Mr. Chairman

It’s Friday night, we’ve gotten home on the late side and the phone rings. With the kids gone, the phone ringing on a weeknight generally means a political poll or an unwanted sales call.

Nope. It was Pat Jacobson, my esteemed fellow District 8 representative on both the DTC and the RTM.

“I have bad news, Mary Tinti has relocated.” Mary is a long-time member of the RTM and DTC, a brilliant, spirited debater and a wonderful member of the Fairfield community. With passion in her words, she has been a voice of reason through good times and bad. As I got sucked into local politics, I often turned to Mary for advice and even more, the history behind Fairfield’s political playing field. Her presence, friendship, support and point of view will be sorely missed.

With Mary gone, Pat explained, a vacancy has opened up as Assistant Majority Leader and Majority Leader Doug Jones asked Pat to fill the spot. Cool, I think. Pat’s done it before, gives more of her time than any two members of the DTC combined and is easy to work with.

“Of course, that means I have to resign as Chairman of the Finance Committee,” she continues. Ah! I’m not being called with news, I’m being recruited. “I’m calling to see if you’re interested. I’m also calling Megan to see if she’s interested.” Megan is our committee secretary and when committee secretaries were solicited last fall, they were cajoled into taking the post being told it was the “path to power”.

I expressed my interest, since it requires more organizational ability than actual political acumen or financial wizardry. Pat said swell, rung off and I figured that was that.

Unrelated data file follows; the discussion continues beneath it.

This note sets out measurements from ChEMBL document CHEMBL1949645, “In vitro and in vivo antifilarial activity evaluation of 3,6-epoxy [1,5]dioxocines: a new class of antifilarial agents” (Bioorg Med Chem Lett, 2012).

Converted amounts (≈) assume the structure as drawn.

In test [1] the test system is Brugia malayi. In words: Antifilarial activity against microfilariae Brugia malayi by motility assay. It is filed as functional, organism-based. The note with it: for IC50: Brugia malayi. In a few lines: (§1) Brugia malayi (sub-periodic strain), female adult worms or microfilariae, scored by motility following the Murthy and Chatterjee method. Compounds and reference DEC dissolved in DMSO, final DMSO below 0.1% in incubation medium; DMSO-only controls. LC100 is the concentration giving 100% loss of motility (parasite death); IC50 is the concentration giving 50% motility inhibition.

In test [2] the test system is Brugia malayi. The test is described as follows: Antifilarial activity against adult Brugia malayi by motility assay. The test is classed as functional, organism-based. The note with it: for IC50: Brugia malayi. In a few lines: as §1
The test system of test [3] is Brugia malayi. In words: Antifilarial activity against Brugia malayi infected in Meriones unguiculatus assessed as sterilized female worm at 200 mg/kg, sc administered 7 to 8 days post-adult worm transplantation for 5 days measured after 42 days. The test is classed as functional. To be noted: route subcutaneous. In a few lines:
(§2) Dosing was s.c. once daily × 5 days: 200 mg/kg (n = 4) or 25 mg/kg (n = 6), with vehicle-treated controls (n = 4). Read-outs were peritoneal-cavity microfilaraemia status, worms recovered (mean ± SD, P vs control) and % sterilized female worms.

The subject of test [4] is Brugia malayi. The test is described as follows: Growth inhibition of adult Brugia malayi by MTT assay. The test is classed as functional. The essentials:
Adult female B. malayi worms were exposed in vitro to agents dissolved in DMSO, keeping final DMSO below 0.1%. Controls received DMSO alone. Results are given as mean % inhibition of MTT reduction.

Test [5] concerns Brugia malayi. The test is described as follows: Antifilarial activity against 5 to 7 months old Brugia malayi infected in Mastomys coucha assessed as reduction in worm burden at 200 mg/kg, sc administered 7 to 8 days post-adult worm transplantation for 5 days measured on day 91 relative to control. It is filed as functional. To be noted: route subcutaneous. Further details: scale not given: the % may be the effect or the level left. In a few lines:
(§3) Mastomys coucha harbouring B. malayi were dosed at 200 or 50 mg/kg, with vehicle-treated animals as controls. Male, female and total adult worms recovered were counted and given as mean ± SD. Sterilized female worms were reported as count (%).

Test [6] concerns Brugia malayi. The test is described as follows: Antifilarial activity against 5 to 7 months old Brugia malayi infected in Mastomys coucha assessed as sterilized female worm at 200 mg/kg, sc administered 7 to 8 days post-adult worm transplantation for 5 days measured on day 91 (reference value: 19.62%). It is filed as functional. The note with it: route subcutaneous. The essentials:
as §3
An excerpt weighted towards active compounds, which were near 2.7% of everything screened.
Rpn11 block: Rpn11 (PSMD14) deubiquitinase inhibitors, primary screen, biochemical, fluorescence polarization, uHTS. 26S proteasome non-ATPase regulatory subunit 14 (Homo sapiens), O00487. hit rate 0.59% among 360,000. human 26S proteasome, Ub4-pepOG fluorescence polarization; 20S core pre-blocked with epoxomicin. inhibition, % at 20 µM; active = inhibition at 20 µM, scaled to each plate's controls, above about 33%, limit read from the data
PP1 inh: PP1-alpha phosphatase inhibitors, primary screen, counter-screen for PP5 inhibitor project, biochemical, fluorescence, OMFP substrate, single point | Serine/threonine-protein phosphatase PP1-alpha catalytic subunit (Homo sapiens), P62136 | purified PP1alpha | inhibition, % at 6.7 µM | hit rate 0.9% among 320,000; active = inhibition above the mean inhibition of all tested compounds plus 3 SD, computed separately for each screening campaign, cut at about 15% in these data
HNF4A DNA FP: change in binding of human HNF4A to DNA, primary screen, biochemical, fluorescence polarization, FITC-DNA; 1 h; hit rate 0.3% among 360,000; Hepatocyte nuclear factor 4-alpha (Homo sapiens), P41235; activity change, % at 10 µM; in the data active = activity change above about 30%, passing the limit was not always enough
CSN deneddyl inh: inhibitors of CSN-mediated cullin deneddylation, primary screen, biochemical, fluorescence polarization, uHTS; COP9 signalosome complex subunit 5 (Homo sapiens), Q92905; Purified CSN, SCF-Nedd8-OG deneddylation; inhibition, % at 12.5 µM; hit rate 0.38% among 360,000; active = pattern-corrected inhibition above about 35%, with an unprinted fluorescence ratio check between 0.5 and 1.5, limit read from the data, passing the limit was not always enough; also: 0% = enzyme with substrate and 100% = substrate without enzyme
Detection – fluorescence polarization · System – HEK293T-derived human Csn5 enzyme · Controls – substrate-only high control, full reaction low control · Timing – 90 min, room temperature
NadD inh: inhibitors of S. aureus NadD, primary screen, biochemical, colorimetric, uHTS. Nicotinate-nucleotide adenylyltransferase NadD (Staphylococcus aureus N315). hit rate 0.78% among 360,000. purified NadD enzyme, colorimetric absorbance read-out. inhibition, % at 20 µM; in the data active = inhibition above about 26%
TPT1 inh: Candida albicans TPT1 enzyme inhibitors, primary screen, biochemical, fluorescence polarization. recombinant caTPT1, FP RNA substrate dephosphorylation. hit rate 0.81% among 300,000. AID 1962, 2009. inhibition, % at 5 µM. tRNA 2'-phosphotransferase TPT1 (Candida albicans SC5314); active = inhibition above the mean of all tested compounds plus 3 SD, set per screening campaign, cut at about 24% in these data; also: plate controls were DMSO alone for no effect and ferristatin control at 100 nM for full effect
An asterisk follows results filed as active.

Mere minutes later, the phone rings again. It’s Megan, who starts with, “Congratulations.”

“But I figured you were secretary and wanted that path to power.”

“I know what they said,” Megan answered. “But I don’t really know all the rules for chairing. And don’t want to know while doing my job.”

So, since a Democrat has to be chair and with the Majority Leader and Assistant Majority Leader on the committee, there were few choices. At our Finance Committee meeting Monday, it took about 30 seconds for it to be formalized.

Frighteningly, I am now Finance chair. This means I need to start brushing up on my Robert’s Rules of Order. Does anyone know what the difference is between the 9th edition and the current 10th edition?

2 comments

  • Wow. Congratulations!

    The book you really want is Robert’s Rules of Order Newly Revise in Brief, published by Da Capo, ISBN 0-306-81354-8. Ninety percent of what you need to run a meeting is in there.

  • David Oakes

    10th edition? How could you possibly consider anything but the 1986 edition, illustrated by Will Eisner?

    (And in a just barely more serious vein, we are talking about a text from 1893. “Robert” hasn’t updated in a while…)